Link course writing goals to assignments

Students are more likely to understand what you are asking them to do if the assignment re-uses language that you’ve already introduced in class discussions, in writing activities, or in your Writing Guide. In the assignment below, Yale professor Dorlores Hayden uses writing terms that have been introduced in class:

Choose your home town or any other town or city you have lived in for at least a year. Based upon the readings on the history of transportation, discuss how well or how poorly pedestrian, horse-drawn, steam- powered, and electric transportation might have served your town or city before the gasoline automobile. (If you live in a twentieth-century automobile-oriented suburb, consider rural transportation patterns before the car and the suburban houses.) How did topography affect transportation choices? How did transportation choices affect the local economy and the built environment? Length, 1000 words (4 typed pages plus a plan of the place and/or a photograph). Be sure to argue a strong thesis and back it up with quotations from the readings as well as your own analysis of the plan or photograph.

Give students methods for approaching their work

Strong writing assignments not only identify a clear writing task, they often provide suggestions for how students might begin to accomplish the task. In order to avoid overloading students with information and suggestions, it is often useful to separate the assignment prompt and the advice for approaching the assignment. Below is an example of this strategy from one of Yale’s English 114 sections:

Assignment: In the essays we have read so far, a debate has emerged over what constitutes cosmopolitan practice , loosely defined as concrete actions motivated by a cosmopolitan philosophy or perspective. Using these readings as evidence, write a 5-6-page essay in which you make an argument for your own definition of effective cosmopolitan practice.

Method: In order to develop this essay, you must engage in a critical conversation with the essays we have read in class. In creating your definition of cosmopolitan practice, you will necessarily draw upon the ideas of these authors. You must show how you are building upon, altering, or working in opposition to their ideas and definitions through your quotation and analysis of their concepts and evidence.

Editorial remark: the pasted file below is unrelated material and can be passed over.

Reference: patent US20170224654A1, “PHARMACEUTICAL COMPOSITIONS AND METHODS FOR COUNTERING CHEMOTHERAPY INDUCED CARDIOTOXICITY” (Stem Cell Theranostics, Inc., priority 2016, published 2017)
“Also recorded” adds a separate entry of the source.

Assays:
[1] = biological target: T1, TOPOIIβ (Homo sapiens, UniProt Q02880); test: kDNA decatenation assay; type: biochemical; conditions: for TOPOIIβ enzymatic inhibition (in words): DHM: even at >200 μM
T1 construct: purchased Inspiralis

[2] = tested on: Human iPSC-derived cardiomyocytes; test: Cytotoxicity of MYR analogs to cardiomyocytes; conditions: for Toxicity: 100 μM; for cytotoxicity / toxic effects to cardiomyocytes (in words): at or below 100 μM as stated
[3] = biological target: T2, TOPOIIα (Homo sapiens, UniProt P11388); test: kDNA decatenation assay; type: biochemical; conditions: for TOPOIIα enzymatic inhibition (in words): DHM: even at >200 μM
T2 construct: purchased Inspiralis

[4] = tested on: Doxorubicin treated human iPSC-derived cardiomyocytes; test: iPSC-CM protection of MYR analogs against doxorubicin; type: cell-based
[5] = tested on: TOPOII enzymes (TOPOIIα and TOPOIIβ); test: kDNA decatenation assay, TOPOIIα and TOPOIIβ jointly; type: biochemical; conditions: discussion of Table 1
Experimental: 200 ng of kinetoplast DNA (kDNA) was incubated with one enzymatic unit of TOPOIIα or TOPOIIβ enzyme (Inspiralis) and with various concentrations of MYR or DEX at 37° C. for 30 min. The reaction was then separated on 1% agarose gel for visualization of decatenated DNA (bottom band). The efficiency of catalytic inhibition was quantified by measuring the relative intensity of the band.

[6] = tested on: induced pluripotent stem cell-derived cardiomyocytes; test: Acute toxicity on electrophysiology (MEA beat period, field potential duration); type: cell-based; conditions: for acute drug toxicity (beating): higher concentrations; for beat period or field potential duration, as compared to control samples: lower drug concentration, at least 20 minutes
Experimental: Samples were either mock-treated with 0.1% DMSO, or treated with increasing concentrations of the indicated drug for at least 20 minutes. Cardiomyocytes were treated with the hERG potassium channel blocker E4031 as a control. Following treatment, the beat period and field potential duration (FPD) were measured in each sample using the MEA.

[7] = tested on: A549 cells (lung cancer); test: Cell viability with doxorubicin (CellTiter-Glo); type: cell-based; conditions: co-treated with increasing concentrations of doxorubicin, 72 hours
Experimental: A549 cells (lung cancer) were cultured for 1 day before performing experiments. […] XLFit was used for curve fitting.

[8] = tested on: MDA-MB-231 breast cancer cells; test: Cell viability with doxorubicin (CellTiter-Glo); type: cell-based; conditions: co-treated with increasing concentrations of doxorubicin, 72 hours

Questions to consider:  These questions are designed to prompt your thinking. You do not need to address all these questions in the body of your essay; instead, refer to any of these issues only as they support your ideas.

  • How would you define cosmopolitan practice? How does your definition draw upon or conflict with the definitions offered by the authors we have read so far?
  • What are the strengths of your definition of cosmopolitan practice? What problems does it address? How do the essays we have read support those strengths? How do those strengths address weaknesses in other writers’ arguments?
  • What are the limitations or problems with your definition? How would the authors we have read critique your definition? How would you respond to those critiques?

Case Study: A Sample Writing Assignment and Revision

A student responding to the following assignment felt totally at sea, with good reason:

Write an essay describing the various conceptions of property found in your readings and the different arguments for and against the distribution of property and the various justifications of, and attacks on, ownership. Which of these arguments has any merits? What is the role of property in the various political systems discussed? The essay should concentrate on Hobbes, Locke, and Marx.